W3C home > Mailing lists > Public > public-html@w3.org > August 2007

Re: review of content type rules by IETF/HTTP community

From: Maciej Stachowiak <mjs@apple.com>
Date: Mon, 20 Aug 2007 12:00:33 -0700
Cc: Lachlan Hunt <lachlan.hunt@lachy.id.au>, "public-html@w3.org WG" <public-html@w3.org>
Message-Id: <8D7CB2BD-B11D-480A-9677-544D7F45BC09@apple.com>
To: Sam Ruby <rubys@us.ibm.com>

On Aug 20, 2007, at 11:39 AM, Sam Ruby wrote:

> Maciej Stachowiak wrote:
>> On Aug 20, 2007, at 10:14 AM, Sam Ruby wrote:
>>> Again, I think you are missing my point.
>>> Random Joe user puts a feed up, and the host serves it as text/ 
>>> html.  It happens more often than you might think[1].  The current  
>>> behavior of IE7 and Firefox and others is to sniff the content and  
>>> display it as a feed.   I have no problem with that.
>>> Meanwhile, I put a test case up, and serve it intentionally as  
>>> application/xml.
>>> Given these two diverse use cases, how can I configure my own  
>>> browser to display the content "in the most appropriate way for  
>>> me" if there is no way for me to distinguish these two cases?
>>> All I am asking for is for an architected way to serve selected  
>>> content in a way that "opts out" of content sniffing for that  
>>> specific request, and have my wishes respected in a large  
>>> percentage of the browsers deployed a decade from now.
>> I think Lachlan's point was something like this:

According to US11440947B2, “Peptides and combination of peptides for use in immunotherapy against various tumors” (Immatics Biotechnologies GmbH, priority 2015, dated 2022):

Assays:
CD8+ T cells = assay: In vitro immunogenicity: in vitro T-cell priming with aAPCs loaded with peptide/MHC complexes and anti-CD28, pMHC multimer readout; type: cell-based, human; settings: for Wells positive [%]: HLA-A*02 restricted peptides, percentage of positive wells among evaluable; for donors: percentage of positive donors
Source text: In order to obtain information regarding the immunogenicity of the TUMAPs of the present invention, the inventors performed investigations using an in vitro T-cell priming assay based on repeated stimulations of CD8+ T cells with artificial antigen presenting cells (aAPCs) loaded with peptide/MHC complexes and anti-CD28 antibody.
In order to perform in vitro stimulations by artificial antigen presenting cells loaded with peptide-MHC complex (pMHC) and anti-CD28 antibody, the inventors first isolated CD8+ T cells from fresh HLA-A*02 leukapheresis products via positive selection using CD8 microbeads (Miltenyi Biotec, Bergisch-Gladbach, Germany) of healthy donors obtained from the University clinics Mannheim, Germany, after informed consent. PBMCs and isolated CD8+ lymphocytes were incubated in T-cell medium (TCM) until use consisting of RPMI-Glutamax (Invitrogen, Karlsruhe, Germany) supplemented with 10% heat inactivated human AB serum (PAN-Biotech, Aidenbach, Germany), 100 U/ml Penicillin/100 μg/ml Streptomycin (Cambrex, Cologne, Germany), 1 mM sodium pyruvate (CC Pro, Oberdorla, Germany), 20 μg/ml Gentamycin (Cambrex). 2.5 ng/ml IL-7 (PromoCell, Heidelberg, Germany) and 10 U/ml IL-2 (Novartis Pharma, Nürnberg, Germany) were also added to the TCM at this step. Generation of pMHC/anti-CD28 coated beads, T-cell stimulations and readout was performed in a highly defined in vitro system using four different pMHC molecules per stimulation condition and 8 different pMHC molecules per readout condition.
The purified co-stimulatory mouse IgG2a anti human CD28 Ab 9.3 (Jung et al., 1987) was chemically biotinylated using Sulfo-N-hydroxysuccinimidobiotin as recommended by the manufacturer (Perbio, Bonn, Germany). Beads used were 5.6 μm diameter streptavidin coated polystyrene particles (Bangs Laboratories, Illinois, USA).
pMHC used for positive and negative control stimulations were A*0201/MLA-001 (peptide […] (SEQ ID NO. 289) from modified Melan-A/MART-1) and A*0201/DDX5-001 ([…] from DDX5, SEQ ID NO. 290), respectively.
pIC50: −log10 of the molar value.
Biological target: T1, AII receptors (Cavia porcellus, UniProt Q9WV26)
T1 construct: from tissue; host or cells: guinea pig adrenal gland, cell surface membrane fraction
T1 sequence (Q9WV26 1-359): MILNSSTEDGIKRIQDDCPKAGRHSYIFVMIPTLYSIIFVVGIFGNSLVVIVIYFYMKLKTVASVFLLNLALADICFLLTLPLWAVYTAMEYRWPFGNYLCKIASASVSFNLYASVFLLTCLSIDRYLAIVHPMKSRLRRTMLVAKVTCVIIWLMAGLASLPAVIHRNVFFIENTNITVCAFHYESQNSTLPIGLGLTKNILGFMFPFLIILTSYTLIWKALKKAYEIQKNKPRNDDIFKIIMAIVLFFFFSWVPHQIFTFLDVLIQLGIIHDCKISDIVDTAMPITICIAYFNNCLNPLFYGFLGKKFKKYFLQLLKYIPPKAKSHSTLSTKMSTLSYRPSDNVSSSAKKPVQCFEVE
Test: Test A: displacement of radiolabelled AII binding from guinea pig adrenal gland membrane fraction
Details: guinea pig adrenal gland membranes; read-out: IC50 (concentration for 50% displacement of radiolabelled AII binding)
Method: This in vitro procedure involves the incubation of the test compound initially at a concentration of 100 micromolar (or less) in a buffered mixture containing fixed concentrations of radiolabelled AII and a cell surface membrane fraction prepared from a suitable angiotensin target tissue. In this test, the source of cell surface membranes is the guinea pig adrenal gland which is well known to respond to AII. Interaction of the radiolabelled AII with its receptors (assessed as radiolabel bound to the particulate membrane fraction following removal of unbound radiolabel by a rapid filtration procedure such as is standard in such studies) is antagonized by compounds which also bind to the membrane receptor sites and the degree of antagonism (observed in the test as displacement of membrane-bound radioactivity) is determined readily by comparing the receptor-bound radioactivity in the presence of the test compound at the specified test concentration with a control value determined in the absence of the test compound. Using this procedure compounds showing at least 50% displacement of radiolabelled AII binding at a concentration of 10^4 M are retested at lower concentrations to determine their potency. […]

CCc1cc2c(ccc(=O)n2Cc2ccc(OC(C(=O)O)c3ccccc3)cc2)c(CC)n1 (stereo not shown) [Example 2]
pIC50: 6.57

>> Handling application/xml by rendering the content based on the XML  
>> language used is expected and appropriate handling for that MIME  
>> type. It is not a form of content sniffing in the same sense as  
>> treating text/plain as text/html would be.
>> So while it may be valuable to have a way to say "this is really  
>> the content type, please don't sniff", your example does not make a  
>> very strong case for it, since browsers are in their rights to do  
>> custom rendering of any XML content type based on the namespaces  
>> used in the contents.
> If I changed my content type to text/plain, would that change your  
> answer?  I would gladly change my Content-type to text/plain if only  
> I could get browsers to respect that.  Gladly.  But they don't.

It would change my answer if the question is about a way to say "this  
is really the content type". In that case my only doubt would be about  
transition issues. If most browsers don't respect a hypothetical  
Really-The-Content-Type header at present, then there is a risk that  
content would appear which depends on it not being respected. But  
perhaps it would be such an expert setting that this risk is lower  
than for the original Content-Type header.

> So far, the only advice I have received is to add 512 or more bytes  
> of text to each and every test case, and watch the spec for further  
> changes.
> For further reference:
> http://diveintomark.org/archives/2004/08/13/safari-content-sniffing

Safari's content sniffing will probably end up being less aggressive,  
not more, when we start following the HTML5 rules.

Received on Monday, 20 August 2007 19:00:44 UTC

This archive was generated by hypermail 2.3.1 : Thursday, 29 October 2015 10:15:25 UTC